A home directory, also called a login directory, is the directory on Linux and Unix-like operating systems that serve as the repository for a user’s files, directories, and programs. It is also the directory that a user is first in after logging into the system.
Whenever you create a new ordinary user, it creates a new directory into /home directory. In the below picture, you can see there is a directory (If you see with the command: ll -a /home then you can see few hidden directories) in /home. When I created a user with the name amit it created a directory with the name amit.
Generally, the name of the user’s directory is the name of the user. In the above example, I created a user with the name of amit the absolute path of the user amit will be /home/amit.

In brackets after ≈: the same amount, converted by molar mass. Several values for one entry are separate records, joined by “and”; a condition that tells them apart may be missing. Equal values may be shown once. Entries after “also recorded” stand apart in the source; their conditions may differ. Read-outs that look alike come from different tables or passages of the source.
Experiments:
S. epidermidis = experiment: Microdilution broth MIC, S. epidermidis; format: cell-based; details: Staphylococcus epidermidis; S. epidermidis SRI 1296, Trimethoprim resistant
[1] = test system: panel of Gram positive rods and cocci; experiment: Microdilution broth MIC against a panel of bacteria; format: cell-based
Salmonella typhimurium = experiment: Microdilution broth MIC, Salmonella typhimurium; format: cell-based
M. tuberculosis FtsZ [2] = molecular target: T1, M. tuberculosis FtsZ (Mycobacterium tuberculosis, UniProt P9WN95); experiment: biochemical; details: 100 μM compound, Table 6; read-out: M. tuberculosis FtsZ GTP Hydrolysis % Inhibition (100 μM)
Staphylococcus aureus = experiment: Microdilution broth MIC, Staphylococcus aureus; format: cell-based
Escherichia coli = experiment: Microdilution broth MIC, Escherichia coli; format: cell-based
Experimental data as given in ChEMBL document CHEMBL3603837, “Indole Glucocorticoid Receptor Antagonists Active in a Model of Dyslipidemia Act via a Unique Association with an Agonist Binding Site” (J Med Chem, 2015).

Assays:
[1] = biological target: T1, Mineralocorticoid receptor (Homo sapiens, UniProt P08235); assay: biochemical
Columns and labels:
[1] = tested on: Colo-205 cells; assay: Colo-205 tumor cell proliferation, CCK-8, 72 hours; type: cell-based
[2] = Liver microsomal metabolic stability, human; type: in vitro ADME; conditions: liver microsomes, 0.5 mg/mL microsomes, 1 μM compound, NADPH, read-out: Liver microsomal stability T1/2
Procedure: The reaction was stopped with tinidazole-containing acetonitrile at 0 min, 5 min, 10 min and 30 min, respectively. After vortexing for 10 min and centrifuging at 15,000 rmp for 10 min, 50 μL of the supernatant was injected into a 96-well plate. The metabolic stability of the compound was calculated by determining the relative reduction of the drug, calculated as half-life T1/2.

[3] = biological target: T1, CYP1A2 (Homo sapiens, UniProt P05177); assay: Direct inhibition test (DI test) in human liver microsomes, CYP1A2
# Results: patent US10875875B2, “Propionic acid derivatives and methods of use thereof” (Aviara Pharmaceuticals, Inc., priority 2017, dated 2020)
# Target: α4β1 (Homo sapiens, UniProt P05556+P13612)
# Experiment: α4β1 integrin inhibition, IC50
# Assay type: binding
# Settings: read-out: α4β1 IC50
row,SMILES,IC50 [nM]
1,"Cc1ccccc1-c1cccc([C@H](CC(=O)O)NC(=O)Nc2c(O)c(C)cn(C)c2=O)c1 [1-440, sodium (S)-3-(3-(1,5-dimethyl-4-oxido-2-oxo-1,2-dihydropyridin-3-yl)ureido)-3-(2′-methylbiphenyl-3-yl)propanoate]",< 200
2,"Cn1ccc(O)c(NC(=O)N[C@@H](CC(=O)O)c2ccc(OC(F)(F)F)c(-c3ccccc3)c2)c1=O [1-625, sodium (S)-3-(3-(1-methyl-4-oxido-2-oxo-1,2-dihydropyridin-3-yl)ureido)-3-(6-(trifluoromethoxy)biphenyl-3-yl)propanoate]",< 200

Note: You can also create a user in your defined location. You just have to give the absolute path while you are creating a user or while you are moving the existing users’ home directory. Read about useradd command to create the home directory in different locations.
There is only one user by default which will have a different location for the home directory is the root. The root directory, you can see in below picture with hidden files in it i.e. /root
Returning to the home directory
There are several easy ways for a user to return to its home directory.
The tilde is used to represent users’ home directories on Unix-like operating systems. A user could also return to its home directory by using the tilde as an argument.
The absolute pathname of a user’s home directory is stored in that user’s $HOME environmental variable.
In this tutorial, you learned about the home directory in Linux. I hope, you understand but if you have any questions, you can ask in the comment section.